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Sources:  Bible Gateway;  Lumacare

 

A Lesson in Humility

They were probably sitting or reclining at the table, wondering who was going to wash their feet.  They looked around, wondering and waiting.  None of them was going to volunteer to do it.  Why should they?  This was beneath them.  Not that long ago they had argued about which one of them was going to be the greatest in the kingdom.  They would never stoop to doing such a menial task as washing twelve pairs of dirty feet.  Surely, they wouldn’t mind washing Jesus’ feet, at least?  No, no one was going to volunteer.

What a shock it must have been for them when they saw their Master get up from the table, take off His outer garment, and tie a towel around His waist, fill a basin with water and then begin to wash their feet.  He didn’t use a different towel to dry their feet, He used the same one that was wrapped around His waist.  They probably looked at each other in astonishment, hardly able to believe that the Son of God was performing such a lowly task.  Did any of them feel embarrassed?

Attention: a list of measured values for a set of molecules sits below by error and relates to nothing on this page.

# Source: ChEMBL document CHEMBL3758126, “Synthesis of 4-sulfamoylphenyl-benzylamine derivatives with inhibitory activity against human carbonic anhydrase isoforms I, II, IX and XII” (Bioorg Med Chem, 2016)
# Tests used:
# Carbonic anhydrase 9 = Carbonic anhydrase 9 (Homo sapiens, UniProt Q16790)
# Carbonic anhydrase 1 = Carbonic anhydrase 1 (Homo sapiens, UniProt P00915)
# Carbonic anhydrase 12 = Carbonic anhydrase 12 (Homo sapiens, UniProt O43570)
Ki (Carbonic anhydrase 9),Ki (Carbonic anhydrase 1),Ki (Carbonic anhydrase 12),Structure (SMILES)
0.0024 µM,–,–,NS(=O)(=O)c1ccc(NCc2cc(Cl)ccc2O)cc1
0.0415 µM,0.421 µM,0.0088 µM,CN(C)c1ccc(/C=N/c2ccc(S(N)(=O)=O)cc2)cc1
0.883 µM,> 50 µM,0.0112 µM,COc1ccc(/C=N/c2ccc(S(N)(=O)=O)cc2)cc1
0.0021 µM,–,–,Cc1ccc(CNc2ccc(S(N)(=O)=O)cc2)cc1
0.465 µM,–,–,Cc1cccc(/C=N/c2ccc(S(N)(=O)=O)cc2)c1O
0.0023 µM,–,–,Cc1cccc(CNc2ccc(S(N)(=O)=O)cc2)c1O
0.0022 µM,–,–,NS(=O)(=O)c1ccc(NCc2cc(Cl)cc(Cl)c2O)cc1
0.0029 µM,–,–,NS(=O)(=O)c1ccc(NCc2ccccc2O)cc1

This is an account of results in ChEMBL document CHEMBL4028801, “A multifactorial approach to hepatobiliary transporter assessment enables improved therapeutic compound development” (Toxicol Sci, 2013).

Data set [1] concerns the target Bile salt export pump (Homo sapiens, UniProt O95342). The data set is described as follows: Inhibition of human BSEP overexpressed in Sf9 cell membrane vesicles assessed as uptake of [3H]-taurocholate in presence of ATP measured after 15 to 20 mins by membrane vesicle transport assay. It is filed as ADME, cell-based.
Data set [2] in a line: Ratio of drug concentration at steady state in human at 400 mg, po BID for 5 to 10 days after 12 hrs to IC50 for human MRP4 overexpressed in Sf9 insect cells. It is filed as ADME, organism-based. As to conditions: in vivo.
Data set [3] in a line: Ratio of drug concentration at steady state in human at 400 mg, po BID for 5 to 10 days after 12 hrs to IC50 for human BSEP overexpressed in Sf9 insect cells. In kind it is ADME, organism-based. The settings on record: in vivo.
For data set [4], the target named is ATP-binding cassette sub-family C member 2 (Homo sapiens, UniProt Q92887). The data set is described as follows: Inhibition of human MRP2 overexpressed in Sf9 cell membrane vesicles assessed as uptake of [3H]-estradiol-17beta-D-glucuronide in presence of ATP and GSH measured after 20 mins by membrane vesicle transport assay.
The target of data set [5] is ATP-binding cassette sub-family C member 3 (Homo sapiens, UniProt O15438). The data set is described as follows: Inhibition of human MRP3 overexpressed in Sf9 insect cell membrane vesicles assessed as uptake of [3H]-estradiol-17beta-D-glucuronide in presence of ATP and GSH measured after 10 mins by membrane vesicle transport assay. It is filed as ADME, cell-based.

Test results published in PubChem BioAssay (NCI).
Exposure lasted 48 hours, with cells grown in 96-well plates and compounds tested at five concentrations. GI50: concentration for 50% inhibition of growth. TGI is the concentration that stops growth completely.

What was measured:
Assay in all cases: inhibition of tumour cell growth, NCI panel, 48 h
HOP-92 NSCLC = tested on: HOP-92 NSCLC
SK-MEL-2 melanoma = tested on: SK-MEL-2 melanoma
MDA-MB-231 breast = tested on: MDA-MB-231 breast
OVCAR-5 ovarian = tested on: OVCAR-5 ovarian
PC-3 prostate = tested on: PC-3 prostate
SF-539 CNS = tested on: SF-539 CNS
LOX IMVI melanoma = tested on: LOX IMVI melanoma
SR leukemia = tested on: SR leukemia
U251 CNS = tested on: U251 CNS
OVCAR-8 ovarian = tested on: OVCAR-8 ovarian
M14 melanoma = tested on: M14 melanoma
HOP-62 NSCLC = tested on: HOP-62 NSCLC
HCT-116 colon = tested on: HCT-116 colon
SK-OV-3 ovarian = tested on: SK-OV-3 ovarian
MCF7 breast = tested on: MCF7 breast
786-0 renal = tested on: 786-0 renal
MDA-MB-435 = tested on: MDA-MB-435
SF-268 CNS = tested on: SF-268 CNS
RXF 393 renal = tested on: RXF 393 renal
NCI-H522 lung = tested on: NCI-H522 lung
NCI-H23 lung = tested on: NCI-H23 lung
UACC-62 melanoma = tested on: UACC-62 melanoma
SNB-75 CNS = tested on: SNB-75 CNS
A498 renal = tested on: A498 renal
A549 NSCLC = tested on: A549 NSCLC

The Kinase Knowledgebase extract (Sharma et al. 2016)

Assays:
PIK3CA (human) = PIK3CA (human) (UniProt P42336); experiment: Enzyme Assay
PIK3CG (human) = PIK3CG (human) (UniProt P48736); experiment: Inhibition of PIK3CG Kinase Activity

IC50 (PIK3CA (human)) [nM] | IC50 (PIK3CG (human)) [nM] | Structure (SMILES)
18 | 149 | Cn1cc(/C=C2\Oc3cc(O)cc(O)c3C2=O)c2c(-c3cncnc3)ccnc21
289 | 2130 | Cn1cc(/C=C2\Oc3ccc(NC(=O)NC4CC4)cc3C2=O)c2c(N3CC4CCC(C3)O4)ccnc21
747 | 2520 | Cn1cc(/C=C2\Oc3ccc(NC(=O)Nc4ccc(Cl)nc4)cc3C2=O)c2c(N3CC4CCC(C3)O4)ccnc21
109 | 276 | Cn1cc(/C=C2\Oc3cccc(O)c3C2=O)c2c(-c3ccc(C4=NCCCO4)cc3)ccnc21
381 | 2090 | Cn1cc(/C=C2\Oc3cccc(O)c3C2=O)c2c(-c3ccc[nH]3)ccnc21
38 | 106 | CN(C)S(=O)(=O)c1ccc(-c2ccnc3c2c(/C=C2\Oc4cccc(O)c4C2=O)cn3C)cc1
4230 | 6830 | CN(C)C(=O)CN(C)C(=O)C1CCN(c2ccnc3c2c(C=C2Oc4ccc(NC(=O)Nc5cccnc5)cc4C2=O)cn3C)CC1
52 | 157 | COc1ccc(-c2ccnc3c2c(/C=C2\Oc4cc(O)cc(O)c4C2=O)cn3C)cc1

When it came to Peter’s turn, he declared, “Never at any time will you wash my feet!” It was inconceivable to him that his Lord would do something so beneath him and he wanted no part of it.  One can just imagine Jesus looking up at him as He said, “If I do not wash your feet, you will no longer be My disciple.”

That response must have shocked Peter.  Then, he said, “Lord, do not wash only my feet, then! Wash my hands and head, too!” He went from not wanting his feet washed to wanting a bath.

Jesus, by washing their feet was showing them that as His disciples, they ought to be willing to serve one another.  He was teaching them a lesson in humility.  He had told them earlier in His ministry that He didn’t come to be served but to serve and to give His life for many.   As His followers, we ought to swallow our pride and volunteer for the jobs that others don’t want to do.

After Jesus finished washing their feet, got dressed and rejoined them at the table, He explained why He had washed their feet.  “Do you realise what I have just done to you? You call me ‘teacher’ and ‘Lord’ and you are quite right, for I am your teacher and your Lord. But if I, your teacher and Lord, have washed your feet, you must be ready to wash one another’s feet. I have given you this as an example so that you may do as I have done.”  He was greater than they, yet He humbled Himself and took on the role of a servant.

Not many of us would volunteer for positions that involve hard work and little or no thanks or recognition but it would do us good to remember that whatever we do, we do it for the glory of God who will reward us openly.

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Sources:  John 13:1-17; Mark 10:45